Thursday, January 21, 2010

Supreme Court Overturns Corporate Campaign Spending Limits

The Supreme Court just struck down a key campaign-finance restriction that bars corporations from pouring money into political ads, and the ruling divided the court along ideological lines with the newest justice, Sonia Sotomayor, joining the liberal wing in dissent.
The ruling is a victory for Washington-based Citizens United, the corporation that created “Hillary: The Movie.” The 90-minute film, which creators sought to air on a video-on- demand channel during Clinton’s 2008 presidential campaign, features interviews with a number of prominent critics of the New York senator, including Ann Coulter and Newt Gingrich.
Guess who helped fund Citizens United? Wealthy sources, like the Betsy & Dick DeVos Foundation.

So, what's at stake? This is what a constitutional law expert had to say.
"American citizens have repeatedly amended the Constitution to defend democracy when the Supreme Court acts in collusion with democracy's enemies, whether they are slavemasters, states imposing poll taxes on voters, or the opponents of woman suffrage. Today, the Court has enthroned corporations, permitting them not only all kinds of special economic rights but now, amazingly, moving to grant them the same political rights as the people. This is a moment of high danger for democracy so we must act quickly to spell out in the Constitution what the people have always understood: that corporations do not enjoy the political and free speech rights that belong to the people of the United States." [emphasis added]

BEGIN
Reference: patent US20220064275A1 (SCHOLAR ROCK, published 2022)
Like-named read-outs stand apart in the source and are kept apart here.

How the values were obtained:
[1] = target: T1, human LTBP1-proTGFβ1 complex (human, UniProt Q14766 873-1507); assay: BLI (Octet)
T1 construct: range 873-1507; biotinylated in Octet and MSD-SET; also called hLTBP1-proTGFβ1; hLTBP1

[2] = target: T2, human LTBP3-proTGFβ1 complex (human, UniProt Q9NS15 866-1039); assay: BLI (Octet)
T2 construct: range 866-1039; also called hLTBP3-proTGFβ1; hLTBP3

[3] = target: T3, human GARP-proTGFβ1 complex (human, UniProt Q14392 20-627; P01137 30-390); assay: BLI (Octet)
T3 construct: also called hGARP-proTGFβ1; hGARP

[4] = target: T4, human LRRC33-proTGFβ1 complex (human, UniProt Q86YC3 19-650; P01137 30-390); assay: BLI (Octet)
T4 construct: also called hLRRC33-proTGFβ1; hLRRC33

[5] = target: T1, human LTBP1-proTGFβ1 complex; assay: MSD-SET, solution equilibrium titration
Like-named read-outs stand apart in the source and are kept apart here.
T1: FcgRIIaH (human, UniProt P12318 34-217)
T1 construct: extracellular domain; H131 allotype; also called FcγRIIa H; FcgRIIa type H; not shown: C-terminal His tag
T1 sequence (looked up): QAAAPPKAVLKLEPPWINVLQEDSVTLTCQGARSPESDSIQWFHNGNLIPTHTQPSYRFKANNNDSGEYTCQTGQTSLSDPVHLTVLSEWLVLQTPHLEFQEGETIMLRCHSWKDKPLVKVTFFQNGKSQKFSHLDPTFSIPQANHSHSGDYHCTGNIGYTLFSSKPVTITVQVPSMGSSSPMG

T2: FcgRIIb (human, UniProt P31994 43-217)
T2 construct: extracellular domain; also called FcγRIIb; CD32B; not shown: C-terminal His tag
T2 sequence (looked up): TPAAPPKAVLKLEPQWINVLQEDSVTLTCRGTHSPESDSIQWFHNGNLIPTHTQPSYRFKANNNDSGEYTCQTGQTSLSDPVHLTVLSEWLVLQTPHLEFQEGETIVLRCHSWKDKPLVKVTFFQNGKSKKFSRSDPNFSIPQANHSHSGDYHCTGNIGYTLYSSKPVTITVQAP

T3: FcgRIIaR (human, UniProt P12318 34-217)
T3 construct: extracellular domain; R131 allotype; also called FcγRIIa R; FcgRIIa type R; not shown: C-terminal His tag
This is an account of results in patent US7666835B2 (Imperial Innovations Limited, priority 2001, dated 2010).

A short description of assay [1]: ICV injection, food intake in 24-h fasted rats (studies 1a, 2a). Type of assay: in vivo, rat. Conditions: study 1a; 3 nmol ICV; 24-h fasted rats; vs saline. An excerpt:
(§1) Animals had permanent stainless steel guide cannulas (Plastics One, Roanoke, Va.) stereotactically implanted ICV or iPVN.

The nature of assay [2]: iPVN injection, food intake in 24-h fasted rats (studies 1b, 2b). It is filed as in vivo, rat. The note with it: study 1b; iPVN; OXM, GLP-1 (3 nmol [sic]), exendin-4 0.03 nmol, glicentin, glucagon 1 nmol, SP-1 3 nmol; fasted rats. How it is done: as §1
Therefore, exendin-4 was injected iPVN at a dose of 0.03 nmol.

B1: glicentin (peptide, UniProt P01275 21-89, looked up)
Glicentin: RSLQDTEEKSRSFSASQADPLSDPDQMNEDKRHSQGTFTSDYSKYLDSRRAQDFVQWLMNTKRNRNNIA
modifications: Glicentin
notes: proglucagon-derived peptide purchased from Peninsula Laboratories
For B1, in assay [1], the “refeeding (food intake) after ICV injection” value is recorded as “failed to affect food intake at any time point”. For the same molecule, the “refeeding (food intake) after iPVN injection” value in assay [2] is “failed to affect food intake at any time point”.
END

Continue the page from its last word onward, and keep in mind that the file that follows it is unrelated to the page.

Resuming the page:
Voter Action, Public Citizen, The Center for Corporate Policy, and the American Independent Business Alliance have started an organization - Free Speech for People - in an effort to correct the damage the Supreme Court has done to the First Amendment, and the only way that's possible is to pass a constitutional amendment of our own that puts people ahead of corporations.

Please read their resolution and sign your name in support. What the Supreme Court did today dramatically dilutes the vote and the voice of every American who does not control a large corporate treasury. And the decision unleashes billions of dollars in corporate money to dominate legislatures and elections. The problem actually goes beyond money in politics and elections, "The courts have used the fabrication of the First Amendment corporate rights doctrine to strike down a range of democratic enactments in recent years, from those concerning clean and fair elections; to environmental protection and energy; to tobacco, alcohol, pharmaceuticals, and health care; to consumer protection, lottery, and gambling; to race relations, and much more."

Free speech is for people — not corporations. Please join their campaign and protect our democracy.

(Cross-posted at Blogging for MI.)


Jolly Roger said...

I don't know what disgusts me more-the fact that the SCOTUS is packed with a cabal of dishonorable hacks, or that our supposed "representatives" allowed them to get there.

Stick a fork in us. We're done.

Kvatch said...

"American citizens have repeatedly amended the Constitution to defend democracy when the Supreme Court acts in collusion with democracy's enemies..."

...which, this time around, has absolutely no chance of working.

This SOTUS decision guarantees that no member of Congress will dare to go against the interests of corporations, who can now simply unseat any errant politician. And that includes an representative that dares to bring a constitutional amendment to the floor that would strip corporations of their new rights under Amendment 1 of the Constitution.

Game over.

K. said...

It was a terrible decision, explicable only when viewed through the prism of extreme right-wing judicial activism. (I love saying that about them!) The one hope -- and it's for down the road -- is that the decision has been so widely derided for contorted logic and for going beyond the scope of the original case that its ripe for being overturned.